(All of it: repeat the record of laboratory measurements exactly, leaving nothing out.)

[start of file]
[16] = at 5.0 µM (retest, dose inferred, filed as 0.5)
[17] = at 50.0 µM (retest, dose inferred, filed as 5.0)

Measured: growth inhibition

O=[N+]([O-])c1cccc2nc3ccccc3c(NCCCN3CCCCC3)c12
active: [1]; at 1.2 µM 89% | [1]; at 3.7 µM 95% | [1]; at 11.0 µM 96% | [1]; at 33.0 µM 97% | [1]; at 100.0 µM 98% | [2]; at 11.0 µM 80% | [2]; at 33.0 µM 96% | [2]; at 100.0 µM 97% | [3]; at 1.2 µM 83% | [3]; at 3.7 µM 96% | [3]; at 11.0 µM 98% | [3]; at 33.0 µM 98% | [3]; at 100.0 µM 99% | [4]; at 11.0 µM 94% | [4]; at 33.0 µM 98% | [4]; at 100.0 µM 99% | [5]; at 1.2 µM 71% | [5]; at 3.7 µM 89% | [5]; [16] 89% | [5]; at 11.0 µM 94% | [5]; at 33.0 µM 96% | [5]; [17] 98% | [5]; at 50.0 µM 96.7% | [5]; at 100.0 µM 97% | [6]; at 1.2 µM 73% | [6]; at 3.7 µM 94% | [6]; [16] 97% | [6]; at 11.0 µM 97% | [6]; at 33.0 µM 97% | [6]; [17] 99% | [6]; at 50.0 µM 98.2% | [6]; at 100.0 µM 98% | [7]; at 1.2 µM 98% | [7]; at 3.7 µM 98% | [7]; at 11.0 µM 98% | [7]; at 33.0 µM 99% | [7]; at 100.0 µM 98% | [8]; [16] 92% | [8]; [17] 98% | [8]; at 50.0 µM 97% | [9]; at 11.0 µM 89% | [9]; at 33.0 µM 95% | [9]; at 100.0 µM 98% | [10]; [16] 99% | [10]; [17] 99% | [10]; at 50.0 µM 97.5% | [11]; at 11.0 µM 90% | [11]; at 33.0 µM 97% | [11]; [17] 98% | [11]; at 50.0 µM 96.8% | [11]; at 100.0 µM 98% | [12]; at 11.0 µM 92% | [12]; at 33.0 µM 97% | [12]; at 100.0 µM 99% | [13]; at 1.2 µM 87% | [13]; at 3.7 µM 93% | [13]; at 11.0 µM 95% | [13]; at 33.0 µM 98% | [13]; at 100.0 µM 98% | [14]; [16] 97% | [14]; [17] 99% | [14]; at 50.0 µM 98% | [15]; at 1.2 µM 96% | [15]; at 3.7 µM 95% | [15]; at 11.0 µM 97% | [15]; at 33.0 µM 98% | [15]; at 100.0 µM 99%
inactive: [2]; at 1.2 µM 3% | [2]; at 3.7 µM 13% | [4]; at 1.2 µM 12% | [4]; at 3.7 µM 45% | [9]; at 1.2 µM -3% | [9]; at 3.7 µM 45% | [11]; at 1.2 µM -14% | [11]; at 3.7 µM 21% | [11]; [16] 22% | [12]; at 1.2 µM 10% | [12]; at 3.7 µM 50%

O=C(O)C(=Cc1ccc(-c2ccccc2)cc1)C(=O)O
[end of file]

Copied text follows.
[16] = at 5.0 µM (retest, dose inferred, filed as 0.5)
[17] = at 50.0 µM (retest, dose inferred, filed as 5.0)

Measured: growth inhibition

O=[N+]([O-])c1cccc2nc3ccccc3c(NCCCN3CCCCC3)c12
active: [1]; at 1.2 µM 89% | [1]; at 3.7 µM 95% | [1]; at 11.0 µM 96% | [1]; at 33.0 µM 97% | [1]; at 100.0 µM 98% | [2]; at 11.0 µM 80% | [2]; at 33.0 µM 96% | [2]; at 100.0 µM 97% | [3]; at 1.2 µM 83% | [3]; at 3.7 µM 96% | [3]; at 11.0 µM 98% | [3]; at 33.0 µM 98% | [3]; at 100.0 µM 99% | [4]; at 11.0 µM 94% | [4]; at 33.0 µM 98% | [4]; at 100.0 µM 99% | [5]; at 1.2 µM 71% | [5]; at 3.7 µM 89% | [5]; [16] 89% | [5]; at 11.0 µM 94% | [5]; at 33.0 µM 96% | [5]; [17] 98% | [5]; at 50.0 µM 96.7% | [5]; at 100.0 µM 97% | [6]; at 1.2 µM 73% | [6]; at 3.7 µM 94% | [6]; [16] 97% | [6]; at 11.0 µM 97% | [6]; at 33.0 µM 97% | [6]; [17] 99% | [6]; at 50.0 µM 98.2% | [6]; at 100.0 µM 98% | [7]; at 1.2 µM 98% | [7]; at 3.7 µM 98% | [7]; at 11.0 µM 98% | [7]; at 33.0 µM 99% | [7]; at 100.0 µM 98% | [8]; [16] 92% | [8]; [17] 98% | [8]; at 50.0 µM 97% | [9]; at 11.0 µM 89% | [9]; at 33.0 µM 95% | [9]; at 100.0 µM 98% | [10]; [16] 99% | [10]; [17] 99% | [10]; at 50.0 µM 97.5% | [11]; at 11.0 µM 90% | [11]; at 33.0 µM 97% | [11]; [17] 98% | [11]; at 50.0 µM 96.8% | [11]; at 100.0 µM 98% | [12]; at 11.0 µM 92% | [12]; at 33.0 µM 97% | [12]; at 100.0 µM 99% | [13]; at 1.2 µM 87% | [13]; at 3.7 µM 93% | [13]; at 11.0 µM 95% | [13]; at 33.0 µM 98% | [13]; at 100.0 µM 98% | [14]; [16] 97% | [14]; [17] 99% | [14]; at 50.0 µM 98% | [15]; at 1.2 µM 96% | [15]; at 3.7 µM 95% | [15]; at 11.0 µM 97% | [15]; at 33.0 µM 98% | [15]; at 100.0 µM 99%
inactive: [2]; at 1.2 µM 3% | [2]; at 3.7 µM 13% | [4]; at 1.2 µM 12% | [4]; at 3.7 µM 45% | [9]; at 1.2 µM -3% | [9]; at 3.7 µM 45% | [11]; at 1.2 µM -14% | [11]; at 3.7 µM 21% | [11]; [16] 22% | [12]; at 1.2 µM 10% | [12]; at 3.7 µM 50%

O=C(O)C(=Cc1ccc(-c2ccccc2)cc1)C(=O)O